Proper planning and an appropriate financing scheme are key for Thailand to achieve a sustainable scheme to support its ageing population and avoid the failures witnessed by several countries such as Japan and some European nations.
“The philosophy is important. The financing scheme is critical. Plan very well and don’t misuse funds. You have to pin down the objectives and stick to the rules,” Professor Naohiro Ogawa of the Nihon University Population Research Institute said yesterday.
“Life expectancy changes fast. Humans are creating this disaster,” he said, explaining that this was the result of maintaining a decades-old retirement age without changing it to match the longer life expectancy.
Like Ogawa, Mathana Phananiramai, a former lecturer at Thammasat University, urged the government to extend the retirement age to cope with higher expenditures on the elderly. When Ogawa said this was the easiest option for Thailand to ensure sustainability of the pension scheme, Mathana said this was the only way to allow Thais to save more to support themselves in retirement.
She suggested the initial extension of the retirement age in some industries.
With people aged 60 and older to account for 25 per cent of the population in 2030 compared with 12 per cent now, Thailand is not prepared for the greying of society when fewer workers will be in the labour market to support the older population.
According to a research project overseen by Mathana, Thailand’s elderly now rely evenly on their own savings, labour income and financial support from their children, while government support is near zero.
On the sidelines of the “Asian Regional NTA Conference on Intergenerational Transfers, Population Ageing and Social Protection in Asia”, Ogawa urged Thailand to think carefully on what would be the right kind of pension scheme for the Kingdom and how to finance it.
In 1961, Japan established a national pension scheme to provide job security. After changes in the economic structure that made seniority-based promotion unworkable, coupled with the misuse of pension funds for investment in golf courses and resorts, many Japanese lost trust in the scheme and some have refused to pay their contributions.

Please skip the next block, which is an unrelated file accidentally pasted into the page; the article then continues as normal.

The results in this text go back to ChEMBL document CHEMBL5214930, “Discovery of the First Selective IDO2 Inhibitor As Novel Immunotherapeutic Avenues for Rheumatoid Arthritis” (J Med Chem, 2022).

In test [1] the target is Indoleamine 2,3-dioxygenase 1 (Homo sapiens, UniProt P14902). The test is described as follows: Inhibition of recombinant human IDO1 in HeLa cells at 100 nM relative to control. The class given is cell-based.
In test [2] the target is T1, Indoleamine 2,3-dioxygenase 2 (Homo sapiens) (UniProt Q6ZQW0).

The government now has to help finance the operation and the burden will only rise, as Japanese life expectancy is over 90 years on average. To fix the problems, the retirement age in Japan will be raised to 65 next March, while companies are allowed to pay half-salary to employees aged 60 or more.
“You should just forget lifetime employment and live with an ability-oriented approach. The Japanese now want to work after retirement. Twenty years ago, they left jobs because of health. Now, at 65, they are still healthy,” Ogawa said.
Drawing a lesson from this, when it started a national pension scheme in 1997, South Korea required everyone to work hard in return for financial benefits. Still, despite the lessons, some countries failed. Kazakhstan, for example, initiated its scheme in 2004 on the recommendation of the World Bank, only to report huge losses from the 2008 financial crisis.
“China, India, the Philippines and Thailand – everybody wants to come up with the best social-security system. But we just can’t duplicate the same thing,” said Ogawa, who oversaw a regional research project in cooperation with the Thailand Development Research Institute.
Commissioned by the International Development Research Centre, the project involving academic and research institutions in China, India, the Philippines and Vietnam. They set out to examine ways to cope with lower productivity when the population grows older and other socio-economic inequalities hurt both the young generation and the elderly. In some countries, it turned out that Asian governments invested so much on the youth, mostly on education, that few resources were left for the elderly. And as these two age groups compete for resources, taxpayers or those in the working-age group bear the burden.
The research project basically employs the framework of national transfer accounts (NTAs) developed by Professor Ronald Lee of the University of California at Berkeley and Professor Andrew Mason of the University of Hawaii.
Mason said the framework helped establish statistics on economic contribution from people of different age groups and their consumption as well as government spending to different groups. For Thailand, where government spending on the elderly is almost nil, the statistics show the need for all workers to save up. But when the Thai government wants to start a social safety net, it needs to fulfil promises.
“Globally, we expect modest population decline but we don’t promote fertility to cope with the ageing structure. We’re rather moving to become human-capital-intensive, when the number of workers doesn’t matter any more.
“A lesson drawn is that ageing poses some challenges for us. We need good safety nets. It’s really important to have in place a social safety net to help people deal with the risks,” Mason said.
Taxpayers, who in the United States shoulder 30-35 per cent of elderly expenses, should not be entirely burdened or that would lead to no sustainability, he added.